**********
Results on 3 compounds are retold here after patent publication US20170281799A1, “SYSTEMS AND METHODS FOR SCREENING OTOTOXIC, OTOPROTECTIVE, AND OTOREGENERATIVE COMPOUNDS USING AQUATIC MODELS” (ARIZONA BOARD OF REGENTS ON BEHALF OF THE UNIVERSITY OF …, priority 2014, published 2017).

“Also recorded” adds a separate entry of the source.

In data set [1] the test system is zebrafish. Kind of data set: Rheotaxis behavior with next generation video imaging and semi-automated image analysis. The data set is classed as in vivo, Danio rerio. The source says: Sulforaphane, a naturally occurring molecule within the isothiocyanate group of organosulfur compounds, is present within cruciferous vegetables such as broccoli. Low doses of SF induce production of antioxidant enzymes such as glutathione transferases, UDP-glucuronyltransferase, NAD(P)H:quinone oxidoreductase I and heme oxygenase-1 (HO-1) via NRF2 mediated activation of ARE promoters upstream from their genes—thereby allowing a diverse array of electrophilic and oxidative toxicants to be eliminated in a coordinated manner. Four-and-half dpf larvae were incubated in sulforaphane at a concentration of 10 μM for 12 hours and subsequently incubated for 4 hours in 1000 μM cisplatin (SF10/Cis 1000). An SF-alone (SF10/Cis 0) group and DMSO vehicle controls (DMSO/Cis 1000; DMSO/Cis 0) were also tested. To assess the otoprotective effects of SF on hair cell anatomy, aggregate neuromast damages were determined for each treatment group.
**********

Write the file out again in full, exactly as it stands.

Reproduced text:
Results on 3 compounds are retold here after patent publication US20170281799A1, “SYSTEMS AND METHODS FOR SCREENING OTOTOXIC, OTOPROTECTIVE, AND OTOREGENERATIVE COMPOUNDS USING AQUATIC MODELS” (ARIZONA BOARD OF REGENTS ON BEHALF OF THE UNIVERSITY OF …, priority 2014, published 2017).

“Also recorded” adds a separate entry of the source.

In data set [1] the test system is zebrafish. Kind of data set: Rheotaxis behavior with next generation video imaging and semi-automated image analysis. The data set is classed as in vivo, Danio rerio. The source says: Sulforaphane, a naturally occurring molecule within the isothiocyanate group of organosulfur compounds, is present within cruciferous vegetables such as broccoli. Low doses of SF induce production of antioxidant enzymes such as glutathione transferases, UDP-glucuronyltransferase, NAD(P)H:quinone oxidoreductase I and heme oxygenase-1 (HO-1) via NRF2 mediated activation of ARE promoters upstream from their genes—thereby allowing a diverse array of electrophilic and oxidative toxicants to be eliminated in a coordinated manner. Four-and-half dpf larvae were incubated in sulforaphane at a concentration of 10 μM for 12 hours and subsequently incubated for 4 hours in 1000 μM cisplatin (SF10/Cis 1000). An SF-alone (SF10/Cis 0) group and DMSO vehicle controls (DMSO/Cis 1000; DMSO/Cis 0) were also tested. To assess the otoprotective effects of SF on hair cell anatomy, aggregate neuromast damages were determined for each treatment group.